were encouraged to improve competitiveness primarily by applying pressure
on their workers. But they have faced two major problems in this regard.
First, real wages and welfare states are generally worse in the periphery
than the core of the eurozone. The scope for gains in competitiveness
through pressure on workers is correspondingly less. Second,
has thus risen further within the eurozone. The result has been a structural
current account surplus for
This is not to imply
that workers in peripheral countries have avoided pressures on pay and
conditions. Indeed, the share of labour in output has declined across
the periphery. It is true that the remuneration of labour has increased
in nominal and real terms in the periphery, but productivity has risen
by more - and generally faster than in
Confronted with a
sluggish but competitive
The integration of
peripheral countries in the eurozone has been precarious as well as
rebounding in favour of
The impact of the crisis of 2007-9 and the role of finance
The immediate causes
of the crisis of 2007-9 lay in the
But reality had changed dramatically for banks as liquidity became increasingly scarce in 2008, particularly after the 'rescue' of Bear Stearns in early 2008 and the collapse of Lehman Brothers six months later. To rescue banks, the ECB engaged in extensive liquidity provision, accepting many and debatable types of paper as collateral for secure debt. ECB actions allowed banks to begin to adjust their balance sheet, engaging in deleveraging. By late 2008 banks were already reducing their lending, including to the periphery. Banks also stopped buying long-term securities, preferring to hold short-term instruments - backed by the ECB - with a view to improving liquidity. The result was credit shortage and accelerated recession across the eurozone, including the periphery.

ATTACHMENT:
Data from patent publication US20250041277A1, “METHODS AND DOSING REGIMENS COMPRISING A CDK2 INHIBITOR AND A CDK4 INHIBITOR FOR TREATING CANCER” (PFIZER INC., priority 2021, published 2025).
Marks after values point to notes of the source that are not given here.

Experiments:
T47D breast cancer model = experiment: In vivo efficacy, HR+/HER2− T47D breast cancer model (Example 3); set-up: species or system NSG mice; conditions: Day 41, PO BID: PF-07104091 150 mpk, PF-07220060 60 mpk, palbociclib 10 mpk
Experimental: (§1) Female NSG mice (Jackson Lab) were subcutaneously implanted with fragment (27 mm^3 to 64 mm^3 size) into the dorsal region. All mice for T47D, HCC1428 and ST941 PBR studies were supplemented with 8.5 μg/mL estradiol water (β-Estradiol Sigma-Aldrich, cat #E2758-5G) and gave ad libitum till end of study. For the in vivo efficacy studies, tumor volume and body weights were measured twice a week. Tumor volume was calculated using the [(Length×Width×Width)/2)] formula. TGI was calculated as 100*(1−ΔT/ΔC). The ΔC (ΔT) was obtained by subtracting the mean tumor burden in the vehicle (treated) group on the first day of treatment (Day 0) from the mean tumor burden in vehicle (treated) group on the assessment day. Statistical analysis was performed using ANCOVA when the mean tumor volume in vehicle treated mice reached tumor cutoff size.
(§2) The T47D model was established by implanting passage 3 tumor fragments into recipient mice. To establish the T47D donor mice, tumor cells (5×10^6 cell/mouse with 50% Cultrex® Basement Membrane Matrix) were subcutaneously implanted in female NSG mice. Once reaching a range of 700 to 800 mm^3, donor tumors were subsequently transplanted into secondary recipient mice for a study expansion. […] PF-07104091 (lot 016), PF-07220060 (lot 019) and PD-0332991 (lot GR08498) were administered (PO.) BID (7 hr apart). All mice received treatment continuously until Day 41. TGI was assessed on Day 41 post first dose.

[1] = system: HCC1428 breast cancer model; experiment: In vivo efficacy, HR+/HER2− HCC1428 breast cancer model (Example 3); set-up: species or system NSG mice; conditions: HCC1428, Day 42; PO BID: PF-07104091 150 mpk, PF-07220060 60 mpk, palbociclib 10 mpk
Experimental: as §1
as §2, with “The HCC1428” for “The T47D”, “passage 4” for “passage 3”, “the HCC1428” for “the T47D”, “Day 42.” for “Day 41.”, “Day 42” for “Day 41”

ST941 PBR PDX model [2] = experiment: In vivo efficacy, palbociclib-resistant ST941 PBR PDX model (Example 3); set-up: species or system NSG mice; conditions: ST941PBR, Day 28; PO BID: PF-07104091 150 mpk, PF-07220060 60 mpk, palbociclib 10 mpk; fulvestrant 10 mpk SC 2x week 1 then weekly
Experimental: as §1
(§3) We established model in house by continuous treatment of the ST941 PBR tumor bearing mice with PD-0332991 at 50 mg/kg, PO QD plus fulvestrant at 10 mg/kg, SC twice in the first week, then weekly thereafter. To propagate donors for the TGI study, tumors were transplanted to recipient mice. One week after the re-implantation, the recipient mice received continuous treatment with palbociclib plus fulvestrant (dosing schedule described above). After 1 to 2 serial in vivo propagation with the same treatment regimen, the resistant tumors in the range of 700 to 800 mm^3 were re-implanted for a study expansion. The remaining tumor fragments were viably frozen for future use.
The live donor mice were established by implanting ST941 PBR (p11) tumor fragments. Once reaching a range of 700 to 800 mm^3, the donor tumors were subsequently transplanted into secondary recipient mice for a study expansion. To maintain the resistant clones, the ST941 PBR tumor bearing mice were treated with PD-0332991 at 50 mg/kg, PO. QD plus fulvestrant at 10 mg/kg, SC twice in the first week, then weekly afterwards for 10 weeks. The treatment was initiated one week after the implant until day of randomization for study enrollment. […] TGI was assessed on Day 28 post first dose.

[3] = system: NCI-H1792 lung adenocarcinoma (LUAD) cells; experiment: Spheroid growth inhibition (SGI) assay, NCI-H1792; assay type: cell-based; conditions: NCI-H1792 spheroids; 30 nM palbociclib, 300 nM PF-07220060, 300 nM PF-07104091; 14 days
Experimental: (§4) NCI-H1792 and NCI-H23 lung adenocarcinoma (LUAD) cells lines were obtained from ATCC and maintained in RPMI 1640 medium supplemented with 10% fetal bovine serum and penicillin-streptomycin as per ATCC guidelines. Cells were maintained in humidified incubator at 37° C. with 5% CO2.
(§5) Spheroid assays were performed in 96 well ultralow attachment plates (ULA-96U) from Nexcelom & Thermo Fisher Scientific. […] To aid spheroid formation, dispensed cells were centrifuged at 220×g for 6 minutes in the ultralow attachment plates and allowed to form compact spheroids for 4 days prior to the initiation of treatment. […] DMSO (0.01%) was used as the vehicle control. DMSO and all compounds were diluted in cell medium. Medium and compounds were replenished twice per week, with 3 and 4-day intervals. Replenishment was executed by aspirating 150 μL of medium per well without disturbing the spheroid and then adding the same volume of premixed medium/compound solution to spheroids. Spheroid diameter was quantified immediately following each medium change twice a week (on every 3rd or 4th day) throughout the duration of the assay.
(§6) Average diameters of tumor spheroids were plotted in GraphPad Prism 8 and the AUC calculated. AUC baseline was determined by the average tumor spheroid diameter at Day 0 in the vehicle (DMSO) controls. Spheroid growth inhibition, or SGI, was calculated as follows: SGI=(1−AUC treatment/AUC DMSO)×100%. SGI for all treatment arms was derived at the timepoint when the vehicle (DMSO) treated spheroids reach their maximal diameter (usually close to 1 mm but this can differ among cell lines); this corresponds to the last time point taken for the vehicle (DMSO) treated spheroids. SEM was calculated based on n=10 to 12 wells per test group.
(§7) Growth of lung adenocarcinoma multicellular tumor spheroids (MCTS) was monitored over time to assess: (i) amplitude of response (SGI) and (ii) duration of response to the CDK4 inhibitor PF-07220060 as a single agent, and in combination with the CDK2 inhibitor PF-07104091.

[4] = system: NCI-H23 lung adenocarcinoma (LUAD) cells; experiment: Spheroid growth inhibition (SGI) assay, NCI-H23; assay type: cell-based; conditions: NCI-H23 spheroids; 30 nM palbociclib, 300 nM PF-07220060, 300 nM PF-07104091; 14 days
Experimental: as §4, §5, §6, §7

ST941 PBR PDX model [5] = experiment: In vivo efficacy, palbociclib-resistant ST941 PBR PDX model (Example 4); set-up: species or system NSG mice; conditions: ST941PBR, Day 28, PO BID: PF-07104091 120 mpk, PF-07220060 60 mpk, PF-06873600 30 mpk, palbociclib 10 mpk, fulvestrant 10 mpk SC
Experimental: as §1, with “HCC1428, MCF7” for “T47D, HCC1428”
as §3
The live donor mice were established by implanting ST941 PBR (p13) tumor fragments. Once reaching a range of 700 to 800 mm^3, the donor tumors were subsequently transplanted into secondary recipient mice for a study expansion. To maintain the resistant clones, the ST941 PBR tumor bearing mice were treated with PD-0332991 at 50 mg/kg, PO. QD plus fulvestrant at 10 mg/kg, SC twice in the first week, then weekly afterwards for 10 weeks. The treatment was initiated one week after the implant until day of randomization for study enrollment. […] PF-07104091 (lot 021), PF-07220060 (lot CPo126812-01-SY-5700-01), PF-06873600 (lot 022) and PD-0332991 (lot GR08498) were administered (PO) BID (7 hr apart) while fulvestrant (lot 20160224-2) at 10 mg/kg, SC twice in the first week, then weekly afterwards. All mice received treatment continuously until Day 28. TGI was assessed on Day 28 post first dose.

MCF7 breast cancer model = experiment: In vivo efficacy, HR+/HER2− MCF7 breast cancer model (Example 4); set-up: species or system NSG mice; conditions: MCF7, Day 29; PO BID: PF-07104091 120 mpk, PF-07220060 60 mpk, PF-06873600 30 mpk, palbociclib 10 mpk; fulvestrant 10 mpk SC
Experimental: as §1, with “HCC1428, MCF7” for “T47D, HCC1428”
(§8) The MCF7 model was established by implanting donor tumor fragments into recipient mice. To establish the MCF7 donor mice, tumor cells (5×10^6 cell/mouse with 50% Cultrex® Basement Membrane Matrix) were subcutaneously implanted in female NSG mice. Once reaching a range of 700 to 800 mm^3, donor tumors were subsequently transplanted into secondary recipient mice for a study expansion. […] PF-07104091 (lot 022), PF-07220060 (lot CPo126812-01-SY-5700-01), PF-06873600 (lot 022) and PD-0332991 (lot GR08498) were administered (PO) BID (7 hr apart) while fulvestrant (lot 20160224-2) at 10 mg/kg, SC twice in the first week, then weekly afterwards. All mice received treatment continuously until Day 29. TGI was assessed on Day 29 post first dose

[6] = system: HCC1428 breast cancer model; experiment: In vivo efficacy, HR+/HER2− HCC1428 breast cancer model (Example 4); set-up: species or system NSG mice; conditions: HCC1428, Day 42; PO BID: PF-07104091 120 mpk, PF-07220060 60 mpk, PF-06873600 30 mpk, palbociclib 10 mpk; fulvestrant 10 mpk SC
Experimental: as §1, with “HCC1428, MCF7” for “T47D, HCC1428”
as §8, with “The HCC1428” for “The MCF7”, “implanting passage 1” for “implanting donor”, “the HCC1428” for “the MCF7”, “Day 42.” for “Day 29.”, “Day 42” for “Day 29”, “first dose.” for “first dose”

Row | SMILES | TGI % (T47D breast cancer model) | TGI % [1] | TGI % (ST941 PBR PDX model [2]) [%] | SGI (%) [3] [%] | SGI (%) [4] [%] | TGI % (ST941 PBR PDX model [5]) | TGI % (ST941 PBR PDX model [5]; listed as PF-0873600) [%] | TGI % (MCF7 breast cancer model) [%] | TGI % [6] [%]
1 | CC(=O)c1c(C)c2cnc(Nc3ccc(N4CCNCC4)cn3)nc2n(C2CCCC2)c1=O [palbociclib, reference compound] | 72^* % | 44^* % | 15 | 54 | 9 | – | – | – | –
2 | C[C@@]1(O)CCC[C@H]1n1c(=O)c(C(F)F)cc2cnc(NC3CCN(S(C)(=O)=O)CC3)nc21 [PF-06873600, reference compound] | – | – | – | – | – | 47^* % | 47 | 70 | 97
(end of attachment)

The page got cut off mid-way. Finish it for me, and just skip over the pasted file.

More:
These were the conditions
under which states - both core and periphery of the eurozone but also
In the conditions of financial markets in 2009, with the banks reluctant to lend, the rising supply of state paper put upward pressure on yields. Thus, speculators found an environment conducive to their activities. In the past, similar pressures in financial markets would have led to speculative attacks on currencies and collapsing exchange rates for the heavy borrowers. But this was obviously impossible within the eurozone, and hence speculative pressures appeared as falling prices of sovereign debt.
on Greek public debt on account of the country's large and entrenched
current account deficit as well as because of the small size of the
market in Greek public bonds. Credibility was also lost by the Greek
government because of systematic fiddling of national statistics to
reduce the size of budget deficits. But the broader significance of
the Greek crisis was not due to the inherent importance of the country.
The Greek crisis, therefore, is symptomatic of a wider malaise. It is notable that the institutions of the eurozone, above all the central bank, have performed badly in this context. For the ECB private banks were obviously 'too big to fail' in 2007-9, meriting extraordinary provision of liquidity. But there was no similar sensitivity toward peripheral countries that found themselves in dire straits. It made little difference that the problems of public debt were largely caused by the crisis as well as by the very actions of the ECB in providing banks with liquidity.
To be sure, the ECB has been hamstrung by its statutes which prevent it from directly acquiring public debt. But this is yet more evidence of the ill-conceived and biased nature of European monetary union. A well-functioning central bank would not have simply sat and watched while speculators played destabilising games in financial markets. At the very least, it would have deployed some of its ingenuity, as the ECB generously did when private banks needed liquidity in 2007-9. And nor would it have decided what types of paper to accept as collateral on the basis of ratings provided by the discredited private organisations that were instrumental to the bubble of 2001-7.
Policy options for peripheral countries
The crisis is so severe that there are neither soft options nor easy compromises for peripheral countries. The choices are stark, similar to those of developing countries confronted with repeated crises during the last three decades.